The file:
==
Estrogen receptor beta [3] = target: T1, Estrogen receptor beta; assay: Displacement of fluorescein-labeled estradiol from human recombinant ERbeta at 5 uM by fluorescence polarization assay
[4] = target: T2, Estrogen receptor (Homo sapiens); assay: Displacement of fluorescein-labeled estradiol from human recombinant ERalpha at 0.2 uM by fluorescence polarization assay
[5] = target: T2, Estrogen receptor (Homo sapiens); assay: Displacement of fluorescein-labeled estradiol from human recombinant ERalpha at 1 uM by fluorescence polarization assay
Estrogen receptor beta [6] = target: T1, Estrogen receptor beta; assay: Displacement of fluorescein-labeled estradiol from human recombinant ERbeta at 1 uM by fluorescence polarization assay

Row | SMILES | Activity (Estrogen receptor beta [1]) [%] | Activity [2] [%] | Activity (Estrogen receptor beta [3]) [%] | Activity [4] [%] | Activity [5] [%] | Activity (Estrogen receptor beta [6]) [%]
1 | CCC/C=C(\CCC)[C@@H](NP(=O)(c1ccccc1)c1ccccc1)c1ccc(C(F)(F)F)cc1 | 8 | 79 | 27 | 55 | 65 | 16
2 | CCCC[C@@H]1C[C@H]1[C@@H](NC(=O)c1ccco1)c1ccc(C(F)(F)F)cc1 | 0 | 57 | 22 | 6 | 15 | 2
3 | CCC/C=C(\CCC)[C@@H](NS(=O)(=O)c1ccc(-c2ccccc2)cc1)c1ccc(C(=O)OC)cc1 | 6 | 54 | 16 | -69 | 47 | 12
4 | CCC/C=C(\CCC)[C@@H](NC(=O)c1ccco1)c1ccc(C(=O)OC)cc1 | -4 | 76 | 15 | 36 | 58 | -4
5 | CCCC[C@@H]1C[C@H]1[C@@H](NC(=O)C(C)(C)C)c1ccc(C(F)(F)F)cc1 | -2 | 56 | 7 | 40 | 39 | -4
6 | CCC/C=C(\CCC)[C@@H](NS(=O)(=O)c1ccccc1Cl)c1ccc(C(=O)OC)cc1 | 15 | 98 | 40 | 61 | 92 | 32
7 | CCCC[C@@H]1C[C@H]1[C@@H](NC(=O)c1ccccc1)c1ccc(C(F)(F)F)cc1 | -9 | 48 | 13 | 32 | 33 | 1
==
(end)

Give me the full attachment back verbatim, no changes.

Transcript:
Estrogen receptor beta [3] = target: T1, Estrogen receptor beta; assay: Displacement of fluorescein-labeled estradiol from human recombinant ERbeta at 5 uM by fluorescence polarization assay
[4] = target: T2, Estrogen receptor (Homo sapiens); assay: Displacement of fluorescein-labeled estradiol from human recombinant ERalpha at 0.2 uM by fluorescence polarization assay
[5] = target: T2, Estrogen receptor (Homo sapiens); assay: Displacement of fluorescein-labeled estradiol from human recombinant ERalpha at 1 uM by fluorescence polarization assay
Estrogen receptor beta [6] = target: T1, Estrogen receptor beta; assay: Displacement of fluorescein-labeled estradiol from human recombinant ERbeta at 1 uM by fluorescence polarization assay

Row | SMILES | Activity (Estrogen receptor beta [1]) [%] | Activity [2] [%] | Activity (Estrogen receptor beta [3]) [%] | Activity [4] [%] | Activity [5] [%] | Activity (Estrogen receptor beta [6]) [%]
1 | CCC/C=C(\CCC)[C@@H](NP(=O)(c1ccccc1)c1ccccc1)c1ccc(C(F)(F)F)cc1 | 8 | 79 | 27 | 55 | 65 | 16
2 | CCCC[C@@H]1C[C@H]1[C@@H](NC(=O)c1ccco1)c1ccc(C(F)(F)F)cc1 | 0 | 57 | 22 | 6 | 15 | 2
3 | CCC/C=C(\CCC)[C@@H](NS(=O)(=O)c1ccc(-c2ccccc2)cc1)c1ccc(C(=O)OC)cc1 | 6 | 54 | 16 | -69 | 47 | 12
4 | CCC/C=C(\CCC)[C@@H](NC(=O)c1ccco1)c1ccc(C(=O)OC)cc1 | -4 | 76 | 15 | 36 | 58 | -4
5 | CCCC[C@@H]1C[C@H]1[C@@H](NC(=O)C(C)(C)C)c1ccc(C(F)(F)F)cc1 | -2 | 56 | 7 | 40 | 39 | -4
6 | CCC/C=C(\CCC)[C@@H](NS(=O)(=O)c1ccccc1Cl)c1ccc(C(=O)OC)cc1 | 15 | 98 | 40 | 61 | 92 | 32
7 | CCCC[C@@H]1C[C@H]1[C@@H](NC(=O)c1ccccc1)c1ccc(C(F)(F)F)cc1 | -9 | 48 | 13 | 32 | 33 | 1